Apart from a 2004 column in which I made cruel fun of the angriest (footnote 1) complaints I'd received to that pointan entertaining if lazy template I hope to re-use before longI've done little to acknowledge the mail I receive every week, most of it thoughtful and positive. I'm especially grateful for the nice letters I get every time I write about vintage audio, as I did in Stereophile's August issue ("Five vintage loudspeakers you should hear before you die"): The art of music is best served by an open-minded approach to playback gear, and I'm encouraged to think that some Stereophile readers actually understand that.
Of course, there remain a few readers at the other end of the spectrum: people who chafe at every challenge to their own and their gurus' well-worn opinions. In response to that August column, and excepting the readers who were merely frustrated that their own vintage-speaker choices didn't make the cut, the complaints amounted to little more than the usual wheeze about "distortion lovers" who refuse to wave the flag for stereo imaging effects and timbral "neutrality" (and never mind all those silly notes and beats).
Thankfully, and against the best efforts of at least two great men of the fourth estate, the freedom endures to choose whatever combination of performance characteristics one wishes. And for hobbyists who value imaging and neutrality above all else, vintage loudspeakers in particular really are a poor choice. But the hobbyist who would condemn his peers for choosing old gear over new would do well to remember: All perfectionist audio is vintage audio. In the greater context of Western consumerism, virtually no one buys separate amps and preamps. Virtually no one buys separate CD transports and digital/analog converters. And virtually no one thinks that the Bose Wave, itself considered a wild extravagance by most Americans, is anything less than the zenith of domestic playback quality. In 2012, any high-quality music system is an anachronism: For the owner of a three-box dCS digital front end to condescend to someone who owns and enjoys an old EMT turntable and a collection of pickup heads is the saddest example of hypocrisy, hubris, and sheer jackassedness I have yet to see from this hobbyand that's saying something.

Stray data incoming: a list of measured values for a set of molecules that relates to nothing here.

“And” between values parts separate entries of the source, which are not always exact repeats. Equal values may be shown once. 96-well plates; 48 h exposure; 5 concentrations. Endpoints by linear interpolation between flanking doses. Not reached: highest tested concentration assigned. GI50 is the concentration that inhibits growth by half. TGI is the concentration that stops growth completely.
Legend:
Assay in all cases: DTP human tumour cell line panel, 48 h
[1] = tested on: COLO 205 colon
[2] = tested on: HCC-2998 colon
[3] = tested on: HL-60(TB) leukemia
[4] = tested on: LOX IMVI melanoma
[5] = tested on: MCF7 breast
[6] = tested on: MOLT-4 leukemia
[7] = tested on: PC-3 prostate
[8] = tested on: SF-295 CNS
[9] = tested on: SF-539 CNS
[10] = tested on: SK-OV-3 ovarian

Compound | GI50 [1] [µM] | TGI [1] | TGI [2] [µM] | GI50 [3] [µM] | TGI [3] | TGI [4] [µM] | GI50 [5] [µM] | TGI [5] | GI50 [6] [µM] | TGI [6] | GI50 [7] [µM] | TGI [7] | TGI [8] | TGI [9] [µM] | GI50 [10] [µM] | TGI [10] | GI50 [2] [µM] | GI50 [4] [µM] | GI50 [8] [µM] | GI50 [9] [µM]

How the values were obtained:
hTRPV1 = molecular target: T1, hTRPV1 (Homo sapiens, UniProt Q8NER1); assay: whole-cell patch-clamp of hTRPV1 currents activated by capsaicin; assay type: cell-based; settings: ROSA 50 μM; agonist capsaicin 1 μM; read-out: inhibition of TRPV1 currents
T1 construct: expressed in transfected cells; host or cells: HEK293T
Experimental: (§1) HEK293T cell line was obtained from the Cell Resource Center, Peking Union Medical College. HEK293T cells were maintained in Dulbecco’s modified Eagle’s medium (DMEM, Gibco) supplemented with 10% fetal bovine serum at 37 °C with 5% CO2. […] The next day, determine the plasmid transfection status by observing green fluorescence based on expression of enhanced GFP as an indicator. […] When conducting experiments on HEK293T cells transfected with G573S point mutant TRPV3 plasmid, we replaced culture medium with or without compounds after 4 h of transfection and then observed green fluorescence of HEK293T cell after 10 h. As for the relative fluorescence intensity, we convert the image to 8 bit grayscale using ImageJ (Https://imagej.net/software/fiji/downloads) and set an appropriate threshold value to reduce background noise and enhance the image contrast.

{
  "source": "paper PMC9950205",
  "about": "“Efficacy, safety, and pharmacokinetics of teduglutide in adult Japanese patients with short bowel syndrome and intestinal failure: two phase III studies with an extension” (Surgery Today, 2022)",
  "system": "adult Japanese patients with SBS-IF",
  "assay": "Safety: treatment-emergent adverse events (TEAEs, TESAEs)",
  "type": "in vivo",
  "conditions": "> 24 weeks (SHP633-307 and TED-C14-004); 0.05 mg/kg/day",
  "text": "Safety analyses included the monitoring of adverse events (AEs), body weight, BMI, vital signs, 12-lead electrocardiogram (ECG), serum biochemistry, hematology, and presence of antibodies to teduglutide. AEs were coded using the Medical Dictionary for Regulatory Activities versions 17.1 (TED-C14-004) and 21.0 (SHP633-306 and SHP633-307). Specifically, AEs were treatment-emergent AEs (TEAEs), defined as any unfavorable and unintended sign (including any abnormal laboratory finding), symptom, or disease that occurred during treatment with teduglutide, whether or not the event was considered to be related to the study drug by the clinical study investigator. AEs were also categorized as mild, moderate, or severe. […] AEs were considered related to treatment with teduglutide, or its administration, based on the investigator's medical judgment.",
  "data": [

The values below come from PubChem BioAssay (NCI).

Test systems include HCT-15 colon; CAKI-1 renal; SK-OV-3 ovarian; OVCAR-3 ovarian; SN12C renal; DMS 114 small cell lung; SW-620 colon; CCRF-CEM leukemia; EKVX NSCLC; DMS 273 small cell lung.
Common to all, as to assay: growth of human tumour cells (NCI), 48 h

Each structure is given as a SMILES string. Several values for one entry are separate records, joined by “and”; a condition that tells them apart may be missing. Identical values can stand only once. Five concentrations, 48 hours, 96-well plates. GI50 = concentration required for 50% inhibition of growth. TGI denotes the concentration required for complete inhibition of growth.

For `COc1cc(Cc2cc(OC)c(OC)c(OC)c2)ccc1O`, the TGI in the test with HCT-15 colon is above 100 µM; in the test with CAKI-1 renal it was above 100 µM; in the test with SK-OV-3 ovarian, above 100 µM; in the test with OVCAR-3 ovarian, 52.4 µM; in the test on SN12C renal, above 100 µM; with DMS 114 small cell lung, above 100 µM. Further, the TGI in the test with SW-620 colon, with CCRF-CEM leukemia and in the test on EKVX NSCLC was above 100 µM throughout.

Next year's orthodoxy
Before taking a second look at the Line Magnetic 755 I loudspeaker, with its old-style field-coil drivers and power supplies, let's turn our attention to another vintage-inspired loudspeaker, this one with a decidedly modern permanent magnet: "a machine that winds its own spring," to paraphrase the French physician Julien Offray de la Mettrie (17091751).
In this instance, the words "vintage-inspired" don't go far enough: The coelacanthic Klipsch Heresy III ($850 each: Klipsch's pricing conventions are decidedly mono-friendly) is among domestic audio's living fossils, the original Heresy having been introduced in 1957 as a "center-channel" speaker for use with stereo pairs of the original Klipschorn (introduced in 1946, also still in production). The name is said to have sprung from inventor Paul Klipsch's apparently healthy sense of irony: The Heresy was the first Klipsch loudspeaker to lack a horn-loaded bass drivera departure from Klipsch form that a friend and fellow audio enthusiast described as "heretical." The name gained traction in the early 1970s, when a Klipsch advertising campaign cited the use of Heresy speakers in the PA system of Holy Cross Episcopal Church, in Shreveport, Louisiana.
The Heresy III, which the manufacturer says is little changed from the original, is a three-way loudspeaker in a simple sealed enclosure. The MDF cabinet stands only 24" tallthe Heresy looks much bigger in photographsyet incorporates a removable frame-style base that tilts the baffle up toward the listening area. The Heresy III's tweeter is a 1" titanium-dome unit, fitted to a molded Tractrix horn with an integral waveguide; the mouth of the horn is approximately 4.5" wide. Midrange frequenciesfrom approximately 850Hz to 5kHz, according to Klipsch's specificationsare handled by a compression driver with a titanium diaphragm, loaded with a molded exponential horn. The latter extends a full 11" into the Heresy III's cabinet, and its mouth is approximately 9" wide.